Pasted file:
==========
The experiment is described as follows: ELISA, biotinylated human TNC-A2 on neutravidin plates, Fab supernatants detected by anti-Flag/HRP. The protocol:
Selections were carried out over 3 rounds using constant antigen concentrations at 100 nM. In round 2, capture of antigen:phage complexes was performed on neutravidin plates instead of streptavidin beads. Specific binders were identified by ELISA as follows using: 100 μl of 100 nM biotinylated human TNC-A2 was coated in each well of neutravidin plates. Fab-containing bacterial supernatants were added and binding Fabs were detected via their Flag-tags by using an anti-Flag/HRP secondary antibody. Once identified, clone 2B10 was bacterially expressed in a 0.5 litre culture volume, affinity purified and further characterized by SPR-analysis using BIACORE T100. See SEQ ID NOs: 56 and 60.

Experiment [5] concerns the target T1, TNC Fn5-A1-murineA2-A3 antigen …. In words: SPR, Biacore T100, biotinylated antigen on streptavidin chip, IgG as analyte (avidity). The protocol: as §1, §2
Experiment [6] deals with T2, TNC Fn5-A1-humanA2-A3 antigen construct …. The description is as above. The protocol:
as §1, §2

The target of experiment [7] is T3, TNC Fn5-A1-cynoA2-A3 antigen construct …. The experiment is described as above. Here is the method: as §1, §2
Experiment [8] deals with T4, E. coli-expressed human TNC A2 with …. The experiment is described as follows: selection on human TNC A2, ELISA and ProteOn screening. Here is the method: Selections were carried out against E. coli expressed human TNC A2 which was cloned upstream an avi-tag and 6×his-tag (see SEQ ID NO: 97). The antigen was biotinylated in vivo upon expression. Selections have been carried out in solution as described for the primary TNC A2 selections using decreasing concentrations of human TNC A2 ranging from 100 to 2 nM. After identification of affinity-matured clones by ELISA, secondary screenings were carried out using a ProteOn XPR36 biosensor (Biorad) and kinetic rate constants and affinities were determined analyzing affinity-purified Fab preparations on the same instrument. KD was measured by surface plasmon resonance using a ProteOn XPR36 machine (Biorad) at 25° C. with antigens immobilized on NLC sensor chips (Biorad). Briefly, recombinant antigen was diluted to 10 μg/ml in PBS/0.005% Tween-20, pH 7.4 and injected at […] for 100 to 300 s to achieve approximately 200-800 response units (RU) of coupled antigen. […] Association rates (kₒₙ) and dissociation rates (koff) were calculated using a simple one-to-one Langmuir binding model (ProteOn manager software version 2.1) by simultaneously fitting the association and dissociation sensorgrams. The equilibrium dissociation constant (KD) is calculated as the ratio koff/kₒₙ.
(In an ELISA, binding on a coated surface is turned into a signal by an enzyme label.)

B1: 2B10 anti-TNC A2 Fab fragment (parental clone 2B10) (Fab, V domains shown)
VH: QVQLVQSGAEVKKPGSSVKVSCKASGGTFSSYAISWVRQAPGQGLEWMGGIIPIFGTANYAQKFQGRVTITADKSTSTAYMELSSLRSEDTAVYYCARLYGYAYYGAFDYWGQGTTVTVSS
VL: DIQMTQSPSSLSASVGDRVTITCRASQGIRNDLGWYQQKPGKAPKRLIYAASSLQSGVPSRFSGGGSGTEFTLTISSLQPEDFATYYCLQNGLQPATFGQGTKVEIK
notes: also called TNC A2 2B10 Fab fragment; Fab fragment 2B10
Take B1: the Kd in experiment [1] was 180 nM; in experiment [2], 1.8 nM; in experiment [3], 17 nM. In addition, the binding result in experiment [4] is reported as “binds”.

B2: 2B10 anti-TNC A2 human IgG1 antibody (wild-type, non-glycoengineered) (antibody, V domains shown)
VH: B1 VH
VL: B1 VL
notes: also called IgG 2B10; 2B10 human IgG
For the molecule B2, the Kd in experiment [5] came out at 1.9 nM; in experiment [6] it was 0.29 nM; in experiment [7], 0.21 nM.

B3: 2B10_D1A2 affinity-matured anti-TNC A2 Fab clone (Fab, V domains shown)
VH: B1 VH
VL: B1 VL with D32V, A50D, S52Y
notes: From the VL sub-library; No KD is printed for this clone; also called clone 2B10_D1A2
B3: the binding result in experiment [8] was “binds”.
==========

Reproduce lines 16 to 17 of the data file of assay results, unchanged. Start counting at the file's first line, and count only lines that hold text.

VL: B1 VL
notes: also called IgG 2B10; 2B10 human IgG